How Carbon Negative Homes Could Change the House Building Industry
St Modwen Homes launched its first set of affordable carbon negative homes in Copthorne at its new development of Heathy Wood last year. Although other house building developers have created carbon negative homes before, St Modwen Homes is the first major housebuilder to have built affordable ones. Working alongside British Gas, this development has seen people’s energy bills reduced by 79%, as well as a reduction in CO₂ emissions by 125%.
Carbon negative homes essentially produce more energy than they consume. They are so energy efficient that they do not cost as much to heat and light as traditionally built homes. British Gas kitted these homes out with Hive smart home technology to help reduce energy bills even further and as a way of showcasing how smart heating technology can help consumers become more energy savvy.
Steps were taken in construction to reduce the amount of embodied carbon, which is carbon emissions trapped and associated in a building’s lifecycle. Low carbon concrete was used to get partly around this, which is just one way in which building developers could start to implement change in their future projects. It’s not simply enough for households to limit their emissions; the way buildings are constructed and the carbon emissions associated with that, i.e., embodied carbon, needs to be drastically reduced.
St Modwen Homes estimated that these carbon negative houses will be able to reduce a household’s energy bill by 52% compared to a standard new build. When compared to the UK average, this increases to an impressive 79%. Having been completed in May 2022, these two homes came at the right time when energy prices were rapidly rising, even before the Energy Price Guarantee was introduced.
Other developers should take stock of how they construct and design their new homes, taking inspiration from the modern technology used and installed. Besides the useful solar panels, solar batteries, EV chargers and air source heat pumps that were included, they also made use of smart hot water tanks and heat recovery from both ventilation and waste water. The fabric of the homes included improvements to the insulation and ventilation as well, creating warmer homes. Air tightness was also 10 times higher than industry standards, reducing the opportunity for energy leaks and wasted heating.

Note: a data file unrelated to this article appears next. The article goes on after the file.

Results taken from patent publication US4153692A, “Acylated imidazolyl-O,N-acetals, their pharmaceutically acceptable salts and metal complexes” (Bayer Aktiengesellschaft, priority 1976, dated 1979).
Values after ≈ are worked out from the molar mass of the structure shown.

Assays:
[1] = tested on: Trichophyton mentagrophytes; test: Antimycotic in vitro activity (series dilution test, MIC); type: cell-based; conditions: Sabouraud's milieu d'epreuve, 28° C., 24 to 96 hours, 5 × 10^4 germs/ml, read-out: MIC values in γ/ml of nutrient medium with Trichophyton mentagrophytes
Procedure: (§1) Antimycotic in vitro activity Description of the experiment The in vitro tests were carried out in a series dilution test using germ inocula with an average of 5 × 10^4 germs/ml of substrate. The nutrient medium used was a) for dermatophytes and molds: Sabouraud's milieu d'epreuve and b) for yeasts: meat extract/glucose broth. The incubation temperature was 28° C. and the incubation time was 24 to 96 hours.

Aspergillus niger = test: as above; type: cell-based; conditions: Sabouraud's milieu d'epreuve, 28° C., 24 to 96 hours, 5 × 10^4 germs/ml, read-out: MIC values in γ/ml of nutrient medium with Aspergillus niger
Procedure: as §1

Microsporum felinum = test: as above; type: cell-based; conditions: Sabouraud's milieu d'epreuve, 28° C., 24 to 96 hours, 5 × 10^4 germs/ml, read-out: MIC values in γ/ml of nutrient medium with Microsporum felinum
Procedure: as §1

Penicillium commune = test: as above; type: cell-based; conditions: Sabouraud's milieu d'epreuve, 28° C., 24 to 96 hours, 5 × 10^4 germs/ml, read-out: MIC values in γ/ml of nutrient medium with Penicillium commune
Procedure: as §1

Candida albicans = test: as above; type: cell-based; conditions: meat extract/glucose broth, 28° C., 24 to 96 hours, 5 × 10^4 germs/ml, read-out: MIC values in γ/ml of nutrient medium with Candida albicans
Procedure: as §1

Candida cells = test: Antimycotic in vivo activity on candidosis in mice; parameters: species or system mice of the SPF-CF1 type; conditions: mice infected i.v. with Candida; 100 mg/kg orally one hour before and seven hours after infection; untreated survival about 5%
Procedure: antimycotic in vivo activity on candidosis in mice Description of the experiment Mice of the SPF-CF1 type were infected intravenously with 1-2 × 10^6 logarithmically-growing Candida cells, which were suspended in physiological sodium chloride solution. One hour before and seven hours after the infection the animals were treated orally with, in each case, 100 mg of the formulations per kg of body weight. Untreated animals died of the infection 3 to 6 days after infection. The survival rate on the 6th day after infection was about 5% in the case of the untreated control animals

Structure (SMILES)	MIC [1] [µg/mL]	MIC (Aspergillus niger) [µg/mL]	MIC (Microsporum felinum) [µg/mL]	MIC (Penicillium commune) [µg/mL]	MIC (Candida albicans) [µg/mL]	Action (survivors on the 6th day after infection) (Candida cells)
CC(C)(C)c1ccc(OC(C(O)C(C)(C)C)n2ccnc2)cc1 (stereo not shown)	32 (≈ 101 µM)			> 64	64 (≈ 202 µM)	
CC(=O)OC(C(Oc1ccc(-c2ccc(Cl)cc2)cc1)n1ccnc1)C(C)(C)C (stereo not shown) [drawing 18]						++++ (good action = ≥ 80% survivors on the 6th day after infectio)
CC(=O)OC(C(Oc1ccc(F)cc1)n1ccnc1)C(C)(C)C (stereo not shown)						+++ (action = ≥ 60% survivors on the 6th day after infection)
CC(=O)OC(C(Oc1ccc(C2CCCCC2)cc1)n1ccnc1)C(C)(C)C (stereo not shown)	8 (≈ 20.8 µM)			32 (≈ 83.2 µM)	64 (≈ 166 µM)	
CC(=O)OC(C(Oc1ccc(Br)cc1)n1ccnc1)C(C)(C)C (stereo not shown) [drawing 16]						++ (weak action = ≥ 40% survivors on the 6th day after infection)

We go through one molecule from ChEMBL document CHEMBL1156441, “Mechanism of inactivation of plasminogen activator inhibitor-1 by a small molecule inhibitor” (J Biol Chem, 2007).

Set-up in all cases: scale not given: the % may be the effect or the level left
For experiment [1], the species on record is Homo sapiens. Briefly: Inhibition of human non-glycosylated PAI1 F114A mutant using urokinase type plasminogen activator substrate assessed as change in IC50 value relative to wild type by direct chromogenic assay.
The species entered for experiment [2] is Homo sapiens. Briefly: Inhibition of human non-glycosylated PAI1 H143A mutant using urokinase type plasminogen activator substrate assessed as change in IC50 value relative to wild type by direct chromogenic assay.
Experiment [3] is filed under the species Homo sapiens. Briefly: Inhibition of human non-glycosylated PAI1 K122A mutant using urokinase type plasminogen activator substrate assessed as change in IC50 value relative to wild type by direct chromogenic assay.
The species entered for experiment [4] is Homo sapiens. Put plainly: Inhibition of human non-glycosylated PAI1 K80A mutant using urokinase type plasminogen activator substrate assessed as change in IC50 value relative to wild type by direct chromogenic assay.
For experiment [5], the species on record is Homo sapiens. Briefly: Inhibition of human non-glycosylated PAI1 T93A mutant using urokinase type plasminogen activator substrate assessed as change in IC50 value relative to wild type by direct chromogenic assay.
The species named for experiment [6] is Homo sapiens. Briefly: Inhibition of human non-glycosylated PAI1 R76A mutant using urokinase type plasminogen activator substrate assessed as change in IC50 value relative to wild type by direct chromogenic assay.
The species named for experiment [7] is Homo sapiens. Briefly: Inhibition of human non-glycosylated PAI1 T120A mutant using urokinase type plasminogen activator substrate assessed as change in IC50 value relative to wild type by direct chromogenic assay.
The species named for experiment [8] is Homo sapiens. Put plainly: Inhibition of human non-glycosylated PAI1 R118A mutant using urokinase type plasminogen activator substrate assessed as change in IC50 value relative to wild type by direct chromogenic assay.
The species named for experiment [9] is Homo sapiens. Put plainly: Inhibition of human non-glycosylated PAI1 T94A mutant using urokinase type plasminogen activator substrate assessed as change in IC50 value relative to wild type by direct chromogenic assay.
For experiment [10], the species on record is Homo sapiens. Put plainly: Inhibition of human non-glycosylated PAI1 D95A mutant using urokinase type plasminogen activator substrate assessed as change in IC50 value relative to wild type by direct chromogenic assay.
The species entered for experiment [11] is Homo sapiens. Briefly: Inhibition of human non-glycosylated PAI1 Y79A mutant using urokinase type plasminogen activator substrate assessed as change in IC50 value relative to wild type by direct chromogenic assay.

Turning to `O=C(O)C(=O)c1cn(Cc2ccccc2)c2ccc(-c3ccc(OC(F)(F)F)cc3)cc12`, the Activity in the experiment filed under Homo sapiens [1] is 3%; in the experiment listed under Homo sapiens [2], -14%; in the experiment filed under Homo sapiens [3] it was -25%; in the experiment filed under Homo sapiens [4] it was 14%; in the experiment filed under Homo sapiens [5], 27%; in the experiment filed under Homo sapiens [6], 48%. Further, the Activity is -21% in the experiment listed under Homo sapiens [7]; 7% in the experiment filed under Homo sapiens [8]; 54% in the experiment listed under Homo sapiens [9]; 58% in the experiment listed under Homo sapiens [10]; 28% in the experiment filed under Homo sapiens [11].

Since the government scrapped the Code for Sustainable Homes back in 2015, there hasn’t been any need for house building developers to build eco features into homes. Instead, it was considered too costly to do so and removed several hoops to jump through. The scheme awarded developers points towards implementing environmental features to their new developments, whether they decided to sit just above Building Regulations or really showcase exemplary standards of ecological living.
With more developers like St Modwen Homes going out of their way to build carbon negative homes that are affordable, more people can benefit. Living in a sustainable home doesn’t have to be for the elite or those with the most money. The house building industry has a lot of work to do to reduce operational carbon, i.e., emissions from living in a building, as well as embodied carbon to really make a difference. If the standards are raised or implemented more heavily by government, real change will be seen en masse.